I kept reading with the hopes of there being some redeeming factor but, alas, there was none. Overall, the book was a drag hence the lengthy amount of time it took me to finish it. I’m not a fast reader, but I can certainly get through a book a lot quicker if it is engaging and captivating. This book was neither; at a certain point, it became a goal (task) that I wanted to complete merely for the sake of doing so. The reason I wanted to give this one a go is for two reasons: 1.) I found it in the bargain bin in my local Barnes & Nobel and 2.) I remember working crappy jobs in the earlier part of my youth when I lived off-campus in college with an ex-girlfriend and survived paying rent, credit card, cell phone (the flip variety), electric, cable bills, gas and groceries on an hourly wage of $6.00/hr part-time as work-study students. Yes, I’ve been there too and knew what it was like! Make no mistake, we both had parents that, if needed, they were more than willing to help us, but for the most part, we were on our own. That was real and sometimes scary when we were late with paying the rent and would find a letter from the landlord requesting payment or else!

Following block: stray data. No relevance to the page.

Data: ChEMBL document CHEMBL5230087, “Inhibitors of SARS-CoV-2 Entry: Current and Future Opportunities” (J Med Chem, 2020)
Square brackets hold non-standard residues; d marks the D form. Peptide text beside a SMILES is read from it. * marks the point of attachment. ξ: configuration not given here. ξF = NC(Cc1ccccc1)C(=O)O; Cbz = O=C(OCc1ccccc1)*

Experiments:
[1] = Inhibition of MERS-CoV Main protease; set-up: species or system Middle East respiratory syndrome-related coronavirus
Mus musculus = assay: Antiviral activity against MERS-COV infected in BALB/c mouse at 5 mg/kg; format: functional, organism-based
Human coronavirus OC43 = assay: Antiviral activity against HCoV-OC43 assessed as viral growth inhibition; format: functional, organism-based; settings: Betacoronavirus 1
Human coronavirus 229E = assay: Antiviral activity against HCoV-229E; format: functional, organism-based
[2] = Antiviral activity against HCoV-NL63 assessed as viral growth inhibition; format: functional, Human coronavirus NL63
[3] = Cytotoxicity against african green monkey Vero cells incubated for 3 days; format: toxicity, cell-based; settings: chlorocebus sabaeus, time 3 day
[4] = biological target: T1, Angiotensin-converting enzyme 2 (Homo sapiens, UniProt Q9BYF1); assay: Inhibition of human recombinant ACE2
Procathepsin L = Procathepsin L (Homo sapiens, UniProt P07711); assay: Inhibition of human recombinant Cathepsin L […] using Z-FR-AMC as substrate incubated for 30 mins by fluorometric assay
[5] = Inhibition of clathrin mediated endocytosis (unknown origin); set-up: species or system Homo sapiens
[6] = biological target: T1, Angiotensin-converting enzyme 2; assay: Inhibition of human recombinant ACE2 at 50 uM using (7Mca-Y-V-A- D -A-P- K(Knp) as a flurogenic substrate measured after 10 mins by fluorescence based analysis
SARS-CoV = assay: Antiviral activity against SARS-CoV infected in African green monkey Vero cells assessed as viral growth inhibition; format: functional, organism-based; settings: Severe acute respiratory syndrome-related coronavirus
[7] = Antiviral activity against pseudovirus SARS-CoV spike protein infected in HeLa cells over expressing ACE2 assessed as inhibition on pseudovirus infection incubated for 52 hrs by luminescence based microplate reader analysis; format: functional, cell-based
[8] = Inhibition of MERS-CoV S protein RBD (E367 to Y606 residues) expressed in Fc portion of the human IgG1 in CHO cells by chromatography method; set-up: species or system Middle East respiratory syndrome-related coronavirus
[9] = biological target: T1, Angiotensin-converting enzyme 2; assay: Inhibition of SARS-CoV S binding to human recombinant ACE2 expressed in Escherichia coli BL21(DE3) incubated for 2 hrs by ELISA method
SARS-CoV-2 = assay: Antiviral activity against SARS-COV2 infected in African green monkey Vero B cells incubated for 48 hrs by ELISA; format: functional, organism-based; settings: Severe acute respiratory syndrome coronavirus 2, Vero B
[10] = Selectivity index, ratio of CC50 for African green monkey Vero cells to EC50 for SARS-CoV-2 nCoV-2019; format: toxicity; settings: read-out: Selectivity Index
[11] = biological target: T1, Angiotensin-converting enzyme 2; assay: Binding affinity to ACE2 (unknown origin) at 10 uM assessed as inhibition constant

And so, I was curious to read about her experience and how she coped. And she did a fairly decent job at doing so but, for the most part, I didn’t feel like she was all in and had the sole purpose of trying it out for a short period just so that she can write this book. I could be wrong, but, that’s the impression that came across. My recommendation? Pass – a hard pass. It was well-written, no doubt, but as I mentioned, she didn’t seem to be all there in her experiences and was just along for the ride with the end result always in sight – a book deal.
On to book #3. Still not sure what I want to tackle – back to Stephen King, non-fiction or some good ol‘ fashioned horror fiction. I think I’m leaning towards the latter.